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Introns: A mystery renewed
Date:12/10/2009

BLOOMINGTON, Ind. -- The sequences of nonsense DNA that interrupt genes could be far more important to the evolution of genomes than previously thought, according to a recent Science report by Indiana University Bloomington and University of New Hampshire biologists.

Their study of the model organism Daphnia pulex (water flea) is the first to demonstrate the colonization of a single lineage by "introns," as the interrupting sequences are known. The scientists say introns are inserted into the genome far more frequently than current models predict. The scientists also found what appear to be "hot spots" for intron insertion -- areas of the genome where repeated insertions are more likely to occur. And surprisingly, the vast majority of intron DNA sequences the scientists examined were of unknown origin.

"The thinking has been that these insertion events are very rare because they always have bad effects," said postdoctoral fellow Abraham Tucker, a lead author of the Science paper.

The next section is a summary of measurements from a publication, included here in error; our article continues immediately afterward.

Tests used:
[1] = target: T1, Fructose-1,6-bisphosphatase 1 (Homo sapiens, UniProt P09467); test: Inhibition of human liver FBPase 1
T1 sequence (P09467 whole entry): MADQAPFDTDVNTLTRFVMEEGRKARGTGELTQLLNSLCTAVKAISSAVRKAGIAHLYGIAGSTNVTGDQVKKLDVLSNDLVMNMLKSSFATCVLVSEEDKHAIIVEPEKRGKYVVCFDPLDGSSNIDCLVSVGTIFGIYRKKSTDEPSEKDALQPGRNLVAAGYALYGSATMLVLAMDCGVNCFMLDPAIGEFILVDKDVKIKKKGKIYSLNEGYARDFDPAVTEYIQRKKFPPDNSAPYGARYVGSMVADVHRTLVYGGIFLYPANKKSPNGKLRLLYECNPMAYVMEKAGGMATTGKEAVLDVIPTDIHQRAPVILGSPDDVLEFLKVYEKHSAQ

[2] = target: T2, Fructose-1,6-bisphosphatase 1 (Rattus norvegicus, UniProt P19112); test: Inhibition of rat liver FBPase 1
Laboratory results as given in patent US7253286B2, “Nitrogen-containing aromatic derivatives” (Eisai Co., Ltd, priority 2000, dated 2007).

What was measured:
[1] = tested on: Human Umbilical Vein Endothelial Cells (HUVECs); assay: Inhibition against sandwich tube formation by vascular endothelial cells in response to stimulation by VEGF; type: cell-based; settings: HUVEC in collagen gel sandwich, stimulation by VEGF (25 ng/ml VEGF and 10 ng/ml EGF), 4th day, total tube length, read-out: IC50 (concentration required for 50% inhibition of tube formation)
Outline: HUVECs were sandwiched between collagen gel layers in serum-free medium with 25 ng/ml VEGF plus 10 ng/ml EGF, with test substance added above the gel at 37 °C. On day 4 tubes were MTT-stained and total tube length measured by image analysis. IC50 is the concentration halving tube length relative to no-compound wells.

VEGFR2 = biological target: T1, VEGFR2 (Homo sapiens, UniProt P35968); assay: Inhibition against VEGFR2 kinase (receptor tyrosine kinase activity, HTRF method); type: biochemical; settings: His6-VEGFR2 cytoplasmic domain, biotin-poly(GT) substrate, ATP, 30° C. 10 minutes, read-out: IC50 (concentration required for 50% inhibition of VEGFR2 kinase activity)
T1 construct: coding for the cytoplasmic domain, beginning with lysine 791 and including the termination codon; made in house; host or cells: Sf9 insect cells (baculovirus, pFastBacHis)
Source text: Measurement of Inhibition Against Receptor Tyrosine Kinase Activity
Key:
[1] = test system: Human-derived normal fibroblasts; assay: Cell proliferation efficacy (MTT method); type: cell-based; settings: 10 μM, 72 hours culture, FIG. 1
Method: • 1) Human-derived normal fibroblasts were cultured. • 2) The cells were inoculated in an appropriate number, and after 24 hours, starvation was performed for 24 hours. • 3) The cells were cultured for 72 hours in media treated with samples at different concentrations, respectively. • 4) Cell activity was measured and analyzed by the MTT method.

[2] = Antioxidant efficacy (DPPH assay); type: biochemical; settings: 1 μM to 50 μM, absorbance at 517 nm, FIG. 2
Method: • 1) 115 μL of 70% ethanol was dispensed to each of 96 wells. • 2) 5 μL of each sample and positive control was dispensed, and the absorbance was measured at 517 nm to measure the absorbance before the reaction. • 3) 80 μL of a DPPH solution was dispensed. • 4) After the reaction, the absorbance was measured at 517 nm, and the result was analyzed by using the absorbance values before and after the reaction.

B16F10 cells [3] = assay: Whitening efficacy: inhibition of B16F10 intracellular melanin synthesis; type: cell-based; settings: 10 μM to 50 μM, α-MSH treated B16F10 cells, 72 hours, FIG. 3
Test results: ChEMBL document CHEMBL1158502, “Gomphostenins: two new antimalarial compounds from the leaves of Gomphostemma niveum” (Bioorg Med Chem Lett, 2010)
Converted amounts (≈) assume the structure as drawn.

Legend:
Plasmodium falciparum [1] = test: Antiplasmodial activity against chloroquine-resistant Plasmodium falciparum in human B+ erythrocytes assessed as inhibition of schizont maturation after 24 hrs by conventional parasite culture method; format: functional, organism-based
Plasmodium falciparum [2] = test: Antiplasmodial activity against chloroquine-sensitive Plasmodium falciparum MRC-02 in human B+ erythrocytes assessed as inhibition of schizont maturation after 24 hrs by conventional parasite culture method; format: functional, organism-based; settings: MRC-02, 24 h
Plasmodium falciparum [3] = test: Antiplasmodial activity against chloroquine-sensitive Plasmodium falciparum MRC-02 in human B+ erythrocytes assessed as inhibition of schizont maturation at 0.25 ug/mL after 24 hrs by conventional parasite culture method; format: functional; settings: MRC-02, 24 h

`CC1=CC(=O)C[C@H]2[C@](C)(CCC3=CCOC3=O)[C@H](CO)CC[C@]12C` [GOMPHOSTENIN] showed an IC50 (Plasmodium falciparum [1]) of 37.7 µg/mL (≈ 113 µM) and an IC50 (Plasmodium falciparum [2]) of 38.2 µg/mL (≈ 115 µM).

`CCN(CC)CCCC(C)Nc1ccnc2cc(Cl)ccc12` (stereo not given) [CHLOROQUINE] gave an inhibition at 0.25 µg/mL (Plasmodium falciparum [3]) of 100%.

Graduate student Wenli Li, whose participation in the research overlaps her dissertation work, was the paper's co-lead author. Li said she was particularly interested in the notion of hot spots that make it more likely for separate lineages of Daphnia to gain introns in the same place (or the same general area) within the water fleas' genomes. Four of the 23 different kinds of introns the scientists found were not unique with respect to position. If introns were always inserted in random places within genes, the scientists would have expected zero introns to have identical insertion points.

"The most intriguing finding for me is the multiple instances of parallel intron gains, because this means that Daphnia is in an active phase of intron proliferation," Li said. "This makes Daphnia an extraordinary system to study intron evolution. In addition, we believe our work facilitates a more accurate estimate of intron
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Contact: David Bricker
brickerd@indiana.edu
812-856-9035
Indiana University
Source:Eurekalert  

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